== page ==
London Free Press - March 29, 2019

BRT vision


It’s about vision.

Where do you see our city in 50 years? As Londoners, we might have passing thoughts about our future. As councillors, the road ahead needs to be front and centre in all of our decisions.

And so, we found ourselves in a lengthy discussion as a community about how we should map out the next 50 years. Significant public consultation went into both the London Plan and our transportation master plan. Through some of the largest municipal public discussions in Canada, Londoners said clearly they wanted to decrease sprawl, protect our environment, improve mobility through the city, enhance affordability, and revitalize our downtown.

Rapid transit was developed to support all of these goals. But therein lies the rub. While most of us can ascribe to these goals, are we ready to accept that there might be some personal impacts that come with them?

During the past 13 years, Londoners have been very involved in the development of our transportation plans, however, as the plans became more refined, the more the personal impacts became known and resistance developed. Concerns about increased traffic congestion, project cost and the impacts of construction on businesses and residents came to a head.

Regardless of whether bus rapid transit (BRT) proceeds or not, every kilometre of road along the network will need to be replaced during the next 10 years, creating the same construction impacts.  Traffic congestion will worsen as more people become dependent on driving their cars.

And despite only 4.6 per cent of the project’s total cost coming from property taxes, a 50 per cent contingency reserve for cost overruns and having one of the lowest costs per kilometre of rapid transit in the country, opponents stoked fear about the cost impact of BRT on residents.

In reality, the cost of not proceeding will be more profound.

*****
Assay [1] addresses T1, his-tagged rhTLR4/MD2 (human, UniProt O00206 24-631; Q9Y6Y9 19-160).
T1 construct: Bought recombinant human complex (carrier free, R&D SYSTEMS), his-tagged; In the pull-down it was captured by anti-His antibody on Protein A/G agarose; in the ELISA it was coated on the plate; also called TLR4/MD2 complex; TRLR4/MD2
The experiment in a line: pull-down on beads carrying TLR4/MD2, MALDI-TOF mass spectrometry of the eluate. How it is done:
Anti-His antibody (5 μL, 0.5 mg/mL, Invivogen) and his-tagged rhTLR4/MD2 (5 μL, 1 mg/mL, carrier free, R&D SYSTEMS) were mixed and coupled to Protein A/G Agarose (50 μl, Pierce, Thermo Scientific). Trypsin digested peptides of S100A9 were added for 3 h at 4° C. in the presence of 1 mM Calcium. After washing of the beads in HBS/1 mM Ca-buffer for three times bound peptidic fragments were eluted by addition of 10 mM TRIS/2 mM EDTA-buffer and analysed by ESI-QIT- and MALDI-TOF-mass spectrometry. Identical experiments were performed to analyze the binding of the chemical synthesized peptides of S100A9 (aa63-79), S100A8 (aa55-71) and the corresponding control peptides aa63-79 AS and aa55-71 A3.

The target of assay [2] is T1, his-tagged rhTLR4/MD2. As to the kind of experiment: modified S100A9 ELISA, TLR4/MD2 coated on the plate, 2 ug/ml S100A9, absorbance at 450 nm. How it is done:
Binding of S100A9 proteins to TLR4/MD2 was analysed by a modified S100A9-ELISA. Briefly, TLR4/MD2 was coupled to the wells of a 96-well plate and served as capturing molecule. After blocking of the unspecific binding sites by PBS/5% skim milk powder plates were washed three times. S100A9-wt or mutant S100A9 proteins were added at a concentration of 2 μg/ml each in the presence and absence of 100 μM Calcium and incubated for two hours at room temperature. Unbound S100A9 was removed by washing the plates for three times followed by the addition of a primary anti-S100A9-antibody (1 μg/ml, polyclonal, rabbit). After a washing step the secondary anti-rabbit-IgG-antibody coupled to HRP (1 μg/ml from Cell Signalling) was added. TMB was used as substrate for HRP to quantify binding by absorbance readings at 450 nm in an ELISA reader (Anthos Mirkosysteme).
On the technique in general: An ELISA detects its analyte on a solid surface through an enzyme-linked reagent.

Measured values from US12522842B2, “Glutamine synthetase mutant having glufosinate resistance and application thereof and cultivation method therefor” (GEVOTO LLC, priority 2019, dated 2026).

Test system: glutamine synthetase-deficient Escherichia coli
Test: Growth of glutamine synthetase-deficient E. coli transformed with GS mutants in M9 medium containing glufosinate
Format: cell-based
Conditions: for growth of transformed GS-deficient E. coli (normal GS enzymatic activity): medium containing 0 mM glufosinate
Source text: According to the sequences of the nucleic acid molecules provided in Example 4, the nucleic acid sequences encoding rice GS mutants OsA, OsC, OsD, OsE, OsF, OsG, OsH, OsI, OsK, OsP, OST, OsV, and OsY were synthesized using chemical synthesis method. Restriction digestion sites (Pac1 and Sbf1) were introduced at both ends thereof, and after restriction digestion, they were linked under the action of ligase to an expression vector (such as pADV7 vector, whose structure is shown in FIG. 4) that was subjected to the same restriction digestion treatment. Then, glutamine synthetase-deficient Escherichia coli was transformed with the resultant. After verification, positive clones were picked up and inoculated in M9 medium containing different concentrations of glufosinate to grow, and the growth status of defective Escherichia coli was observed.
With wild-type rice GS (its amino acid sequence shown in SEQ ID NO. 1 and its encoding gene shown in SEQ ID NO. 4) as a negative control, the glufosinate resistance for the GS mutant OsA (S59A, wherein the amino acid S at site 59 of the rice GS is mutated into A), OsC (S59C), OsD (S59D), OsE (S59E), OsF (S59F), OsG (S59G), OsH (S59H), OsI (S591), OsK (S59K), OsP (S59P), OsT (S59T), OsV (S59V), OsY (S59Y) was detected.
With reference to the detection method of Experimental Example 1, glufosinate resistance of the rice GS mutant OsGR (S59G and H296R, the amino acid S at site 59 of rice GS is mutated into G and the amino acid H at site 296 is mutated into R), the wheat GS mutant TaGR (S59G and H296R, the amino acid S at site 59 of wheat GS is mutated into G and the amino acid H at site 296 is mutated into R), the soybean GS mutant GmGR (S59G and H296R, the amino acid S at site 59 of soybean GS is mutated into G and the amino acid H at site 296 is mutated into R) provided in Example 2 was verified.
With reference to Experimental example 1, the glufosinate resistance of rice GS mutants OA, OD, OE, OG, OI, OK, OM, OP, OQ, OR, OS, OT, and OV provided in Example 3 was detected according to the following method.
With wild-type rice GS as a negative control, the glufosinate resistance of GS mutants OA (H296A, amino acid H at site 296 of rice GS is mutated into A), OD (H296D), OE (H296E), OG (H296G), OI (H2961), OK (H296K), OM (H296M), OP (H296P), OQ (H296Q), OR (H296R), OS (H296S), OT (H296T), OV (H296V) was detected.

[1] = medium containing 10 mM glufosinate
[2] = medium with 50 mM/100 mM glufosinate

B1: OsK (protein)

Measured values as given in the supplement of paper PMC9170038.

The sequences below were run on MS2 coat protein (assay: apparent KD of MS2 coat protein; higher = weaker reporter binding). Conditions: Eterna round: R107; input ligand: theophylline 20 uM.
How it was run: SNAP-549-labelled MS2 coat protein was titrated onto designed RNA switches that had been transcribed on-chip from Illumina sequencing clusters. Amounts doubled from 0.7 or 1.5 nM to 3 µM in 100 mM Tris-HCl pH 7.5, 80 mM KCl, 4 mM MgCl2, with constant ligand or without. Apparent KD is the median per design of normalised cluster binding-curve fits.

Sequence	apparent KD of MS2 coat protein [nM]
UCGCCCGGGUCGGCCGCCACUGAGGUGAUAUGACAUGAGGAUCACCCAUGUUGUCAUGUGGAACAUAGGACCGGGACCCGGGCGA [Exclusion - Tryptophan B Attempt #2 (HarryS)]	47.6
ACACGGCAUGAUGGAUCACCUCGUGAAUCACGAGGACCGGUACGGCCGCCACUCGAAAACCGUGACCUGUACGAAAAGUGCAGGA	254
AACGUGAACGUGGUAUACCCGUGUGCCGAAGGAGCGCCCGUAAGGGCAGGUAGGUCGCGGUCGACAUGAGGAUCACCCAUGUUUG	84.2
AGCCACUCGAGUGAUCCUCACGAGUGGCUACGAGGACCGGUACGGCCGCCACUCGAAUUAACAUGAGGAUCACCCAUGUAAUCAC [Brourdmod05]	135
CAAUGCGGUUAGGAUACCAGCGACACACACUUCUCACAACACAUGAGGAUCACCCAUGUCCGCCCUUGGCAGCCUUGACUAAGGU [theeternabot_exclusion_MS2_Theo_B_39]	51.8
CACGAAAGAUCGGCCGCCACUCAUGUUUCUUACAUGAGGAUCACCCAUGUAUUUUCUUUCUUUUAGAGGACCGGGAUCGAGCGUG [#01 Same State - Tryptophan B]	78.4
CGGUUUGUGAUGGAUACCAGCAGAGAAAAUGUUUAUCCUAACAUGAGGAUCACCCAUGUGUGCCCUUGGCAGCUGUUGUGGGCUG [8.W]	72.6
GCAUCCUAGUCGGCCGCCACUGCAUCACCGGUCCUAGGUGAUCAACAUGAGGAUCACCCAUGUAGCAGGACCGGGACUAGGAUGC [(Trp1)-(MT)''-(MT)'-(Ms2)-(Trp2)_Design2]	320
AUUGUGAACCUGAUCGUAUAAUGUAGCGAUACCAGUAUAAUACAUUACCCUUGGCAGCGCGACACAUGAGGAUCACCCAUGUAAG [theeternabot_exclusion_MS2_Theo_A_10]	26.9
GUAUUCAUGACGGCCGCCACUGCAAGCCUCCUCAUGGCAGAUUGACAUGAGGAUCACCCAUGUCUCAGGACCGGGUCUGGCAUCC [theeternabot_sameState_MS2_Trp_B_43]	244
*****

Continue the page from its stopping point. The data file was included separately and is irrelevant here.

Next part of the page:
Rapid transit corridors support more efficient land use by promoting density along its corridors. This efficiency helps us decrease the overall cost to service the city and lower tax needs by about $40 million, or $160 a household every year. These corridors also would have helped us to avoid $120 million in development charges for new infrastructure.

That infrastructure will have to be paid for locally, which could add an additional $2,000 to $3,000 to the cost of every new single-family home. More likely, that infrastructure instead will be delayed longer to avoid having such a large impact on the development charges rate. That, in turn, will slow the pace at which we can grow.

London had pledged to contribute $23 million in property taxes and $107 million in development charges to the cost of transit enhancements in the city. Together, the federal and provincial governments have committed $374 million. At the end of the transit debate this week, about $94 million in federal and provincial funding still was available to be used for transit supportive projects. However, the municipal contribution had been completely used up.

Due to the “a la carte” approach taken by council to the list of potential projects, it will now cost us an extra $27 million, roughly, in additional municipal funds to access the remaining federal and provincial cash. This is because the senior government funding is dependent on the city contributing about one-quarter to the total cost of the projects.

So where do we go from here?

Deviating this much from the transportation master plan will take us at least a couple years to retool and move forward with new proposals. We can certainly continue to develop ideas to access the federal and provincial funds, but it will cost us more to do so.

Many of the councillors who did not support the full BRT proposal indicated their support to enhance conventional transit. I hope my colleagues will back up those desires by approving the much-needed increases in operating funding to accomplish that enhancement, especially to the high-density areas left out of the modified plan.

And further, I hope council will quickly develop a strong common vision reflecting the needs of Londoners so that we can take the steps necessary to ensure we are best positioned for a great future.

That is something we owe to everyone in our city.

Stephen Turner is the city councillor for Ward 11.

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